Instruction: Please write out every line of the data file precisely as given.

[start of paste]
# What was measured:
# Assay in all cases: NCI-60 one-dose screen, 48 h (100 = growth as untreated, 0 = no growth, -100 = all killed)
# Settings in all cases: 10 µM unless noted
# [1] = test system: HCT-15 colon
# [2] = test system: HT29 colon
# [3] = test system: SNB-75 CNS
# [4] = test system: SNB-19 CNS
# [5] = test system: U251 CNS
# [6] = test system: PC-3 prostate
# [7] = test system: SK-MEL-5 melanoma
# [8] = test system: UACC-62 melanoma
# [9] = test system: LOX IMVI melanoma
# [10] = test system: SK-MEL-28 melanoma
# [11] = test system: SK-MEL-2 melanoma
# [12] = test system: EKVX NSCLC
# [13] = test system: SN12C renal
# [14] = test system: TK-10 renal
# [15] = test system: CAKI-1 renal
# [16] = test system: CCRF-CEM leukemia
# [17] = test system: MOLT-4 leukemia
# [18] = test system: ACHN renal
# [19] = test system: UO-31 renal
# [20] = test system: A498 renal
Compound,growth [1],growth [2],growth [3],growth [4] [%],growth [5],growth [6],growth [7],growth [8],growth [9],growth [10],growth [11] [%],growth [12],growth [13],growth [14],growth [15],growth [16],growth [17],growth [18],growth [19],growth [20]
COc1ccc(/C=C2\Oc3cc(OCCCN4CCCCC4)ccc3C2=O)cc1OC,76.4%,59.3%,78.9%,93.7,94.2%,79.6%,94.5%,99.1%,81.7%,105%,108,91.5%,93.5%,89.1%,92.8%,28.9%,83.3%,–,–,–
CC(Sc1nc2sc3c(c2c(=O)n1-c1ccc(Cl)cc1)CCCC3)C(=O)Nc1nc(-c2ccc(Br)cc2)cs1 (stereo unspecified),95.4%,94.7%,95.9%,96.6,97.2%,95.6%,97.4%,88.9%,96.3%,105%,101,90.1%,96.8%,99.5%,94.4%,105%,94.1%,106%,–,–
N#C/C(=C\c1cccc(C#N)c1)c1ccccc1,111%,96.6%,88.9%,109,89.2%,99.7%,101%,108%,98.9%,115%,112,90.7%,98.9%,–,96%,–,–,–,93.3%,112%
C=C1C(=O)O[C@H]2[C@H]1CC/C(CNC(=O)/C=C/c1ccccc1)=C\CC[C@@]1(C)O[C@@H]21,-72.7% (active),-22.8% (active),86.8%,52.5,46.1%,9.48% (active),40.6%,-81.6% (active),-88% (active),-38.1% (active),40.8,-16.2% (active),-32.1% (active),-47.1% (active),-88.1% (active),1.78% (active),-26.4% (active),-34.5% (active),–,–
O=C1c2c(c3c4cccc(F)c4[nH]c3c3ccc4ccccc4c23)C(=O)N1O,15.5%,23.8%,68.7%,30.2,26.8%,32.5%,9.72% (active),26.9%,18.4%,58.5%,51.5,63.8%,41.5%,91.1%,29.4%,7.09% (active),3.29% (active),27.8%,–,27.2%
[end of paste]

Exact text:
# What was measured:
# Assay in all cases: NCI-60 one-dose screen, 48 h (100 = growth as untreated, 0 = no growth, -100 = all killed)
# Settings in all cases: 10 µM unless noted
# [1] = test system: HCT-15 colon
# [2] = test system: HT29 colon
# [3] = test system: SNB-75 CNS
# [4] = test system: SNB-19 CNS
# [5] = test system: U251 CNS
# [6] = test system: PC-3 prostate
# [7] = test system: SK-MEL-5 melanoma
# [8] = test system: UACC-62 melanoma
# [9] = test system: LOX IMVI melanoma
# [10] = test system: SK-MEL-28 melanoma
# [11] = test system: SK-MEL-2 melanoma
# [12] = test system: EKVX NSCLC
# [13] = test system: SN12C renal
# [14] = test system: TK-10 renal
# [15] = test system: CAKI-1 renal
# [16] = test system: CCRF-CEM leukemia
# [17] = test system: MOLT-4 leukemia
# [18] = test system: ACHN renal
# [19] = test system: UO-31 renal
# [20] = test system: A498 renal
Compound,growth [1],growth [2],growth [3],growth [4] [%],growth [5],growth [6],growth [7],growth [8],growth [9],growth [10],growth [11] [%],growth [12],growth [13],growth [14],growth [15],growth [16],growth [17],growth [18],growth [19],growth [20]
COc1ccc(/C=C2\Oc3cc(OCCCN4CCCCC4)ccc3C2=O)cc1OC,76.4%,59.3%,78.9%,93.7,94.2%,79.6%,94.5%,99.1%,81.7%,105%,108,91.5%,93.5%,89.1%,92.8%,28.9%,83.3%,–,–,–
CC(Sc1nc2sc3c(c2c(=O)n1-c1ccc(Cl)cc1)CCCC3)C(=O)Nc1nc(-c2ccc(Br)cc2)cs1 (stereo unspecified),95.4%,94.7%,95.9%,96.6,97.2%,95.6%,97.4%,88.9%,96.3%,105%,101,90.1%,96.8%,99.5%,94.4%,105%,94.1%,106%,–,–
N#C/C(=C\c1cccc(C#N)c1)c1ccccc1,111%,96.6%,88.9%,109,89.2%,99.7%,101%,108%,98.9%,115%,112,90.7%,98.9%,–,96%,–,–,–,93.3%,112%
C=C1C(=O)O[C@H]2[C@H]1CC/C(CNC(=O)/C=C/c1ccccc1)=C\CC[C@@]1(C)O[C@@H]21,-72.7% (active),-22.8% (active),86.8%,52.5,46.1%,9.48% (active),40.6%,-81.6% (active),-88% (active),-38.1% (active),40.8,-16.2% (active),-32.1% (active),-47.1% (active),-88.1% (active),1.78% (active),-26.4% (active),-34.5% (active),–,–
O=C1c2c(c3c4cccc(F)c4[nH]c3c3ccc4ccccc4c23)C(=O)N1O,15.5%,23.8%,68.7%,30.2,26.8%,32.5%,9.72% (active),26.9%,18.4%,58.5%,51.5,63.8%,41.5%,91.1%,29.4%,7.09% (active),3.29% (active),27.8%,–,27.2%